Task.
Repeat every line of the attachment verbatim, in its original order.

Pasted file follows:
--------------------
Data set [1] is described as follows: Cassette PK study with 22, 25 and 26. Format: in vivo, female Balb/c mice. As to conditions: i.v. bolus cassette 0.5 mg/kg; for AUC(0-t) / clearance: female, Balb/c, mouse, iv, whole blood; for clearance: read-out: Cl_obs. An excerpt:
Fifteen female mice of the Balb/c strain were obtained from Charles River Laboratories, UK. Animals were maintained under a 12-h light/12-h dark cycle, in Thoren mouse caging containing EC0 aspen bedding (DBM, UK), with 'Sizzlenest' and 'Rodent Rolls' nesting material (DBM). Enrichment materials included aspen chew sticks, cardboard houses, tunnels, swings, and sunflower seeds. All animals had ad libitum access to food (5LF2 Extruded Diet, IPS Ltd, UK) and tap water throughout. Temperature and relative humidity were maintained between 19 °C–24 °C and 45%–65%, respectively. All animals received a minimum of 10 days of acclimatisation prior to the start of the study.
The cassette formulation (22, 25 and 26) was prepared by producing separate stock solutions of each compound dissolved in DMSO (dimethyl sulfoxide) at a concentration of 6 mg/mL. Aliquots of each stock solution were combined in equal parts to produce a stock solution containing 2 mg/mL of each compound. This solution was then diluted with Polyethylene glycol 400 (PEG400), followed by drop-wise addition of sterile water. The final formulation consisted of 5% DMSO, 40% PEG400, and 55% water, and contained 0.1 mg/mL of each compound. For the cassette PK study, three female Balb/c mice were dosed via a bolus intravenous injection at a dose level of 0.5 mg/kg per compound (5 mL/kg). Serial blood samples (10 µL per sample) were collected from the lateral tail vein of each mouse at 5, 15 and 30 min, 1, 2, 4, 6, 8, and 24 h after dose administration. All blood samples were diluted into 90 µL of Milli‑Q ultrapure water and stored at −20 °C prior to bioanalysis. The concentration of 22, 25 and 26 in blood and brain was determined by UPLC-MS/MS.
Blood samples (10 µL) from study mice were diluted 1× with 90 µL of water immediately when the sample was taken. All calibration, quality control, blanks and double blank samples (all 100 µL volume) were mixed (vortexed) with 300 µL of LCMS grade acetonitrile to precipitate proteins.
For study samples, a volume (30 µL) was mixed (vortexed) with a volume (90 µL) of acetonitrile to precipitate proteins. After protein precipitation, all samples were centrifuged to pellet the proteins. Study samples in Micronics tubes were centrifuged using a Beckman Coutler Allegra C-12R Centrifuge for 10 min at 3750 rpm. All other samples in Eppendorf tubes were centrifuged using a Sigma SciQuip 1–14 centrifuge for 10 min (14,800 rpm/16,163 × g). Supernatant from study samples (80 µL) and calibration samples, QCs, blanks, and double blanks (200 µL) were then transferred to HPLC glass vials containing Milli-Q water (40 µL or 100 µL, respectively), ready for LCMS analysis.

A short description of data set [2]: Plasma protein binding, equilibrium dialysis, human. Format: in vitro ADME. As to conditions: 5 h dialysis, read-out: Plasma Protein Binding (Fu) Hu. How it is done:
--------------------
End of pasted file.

Data set [1] is described as follows: Cassette PK study with 22, 25 and 26. Format: in vivo, female Balb/c mice. As to conditions: i.v. bolus cassette 0.5 mg/kg; for AUC(0-t) / clearance: female, Balb/c, mouse, iv, whole blood; for clearance: read-out: Cl_obs. An excerpt:
Fifteen female mice of the Balb/c strain were obtained from Charles River Laboratories, UK. Animals were maintained under a 12-h light/12-h dark cycle, in Thoren mouse caging containing EC0 aspen bedding (DBM, UK), with 'Sizzlenest' and 'Rodent Rolls' nesting material (DBM). Enrichment materials included aspen chew sticks, cardboard houses, tunnels, swings, and sunflower seeds. All animals had ad libitum access to food (5LF2 Extruded Diet, IPS Ltd, UK) and tap water throughout. Temperature and relative humidity were maintained between 19 °C–24 °C and 45%–65%, respectively. All animals received a minimum of 10 days of acclimatisation prior to the start of the study.
The cassette formulation (22, 25 and 26) was prepared by producing separate stock solutions of each compound dissolved in DMSO (dimethyl sulfoxide) at a concentration of 6 mg/mL. Aliquots of each stock solution were combined in equal parts to produce a stock solution containing 2 mg/mL of each compound. This solution was then diluted with Polyethylene glycol 400 (PEG400), followed by drop-wise addition of sterile water. The final formulation consisted of 5% DMSO, 40% PEG400, and 55% water, and contained 0.1 mg/mL of each compound. For the cassette PK study, three female Balb/c mice were dosed via a bolus intravenous injection at a dose level of 0.5 mg/kg per compound (5 mL/kg). Serial blood samples (10 µL per sample) were collected from the lateral tail vein of each mouse at 5, 15 and 30 min, 1, 2, 4, 6, 8, and 24 h after dose administration. All blood samples were diluted into 90 µL of Milli‑Q ultrapure water and stored at −20 °C prior to bioanalysis. The concentration of 22, 25 and 26 in blood and brain was determined by UPLC-MS/MS.
Blood samples (10 µL) from study mice were diluted 1× with 90 µL of water immediately when the sample was taken. All calibration, quality control, blanks and double blank samples (all 100 µL volume) were mixed (vortexed) with 300 µL of LCMS grade acetonitrile to precipitate proteins.
For study samples, a volume (30 µL) was mixed (vortexed) with a volume (90 µL) of acetonitrile to precipitate proteins. After protein precipitation, all samples were centrifuged to pellet the proteins. Study samples in Micronics tubes were centrifuged using a Beckman Coutler Allegra C-12R Centrifuge for 10 min at 3750 rpm. All other samples in Eppendorf tubes were centrifuged using a Sigma SciQuip 1–14 centrifuge for 10 min (14,800 rpm/16,163 × g). Supernatant from study samples (80 µL) and calibration samples, QCs, blanks, and double blanks (200 µL) were then transferred to HPLC glass vials containing Milli-Q water (40 µL or 100 µL, respectively), ready for LCMS analysis.

A short description of data set [2]: Plasma protein binding, equilibrium dialysis, human. Format: in vitro ADME. As to conditions: 5 h dialysis, read-out: Plasma Protein Binding (Fu) Hu. How it is done: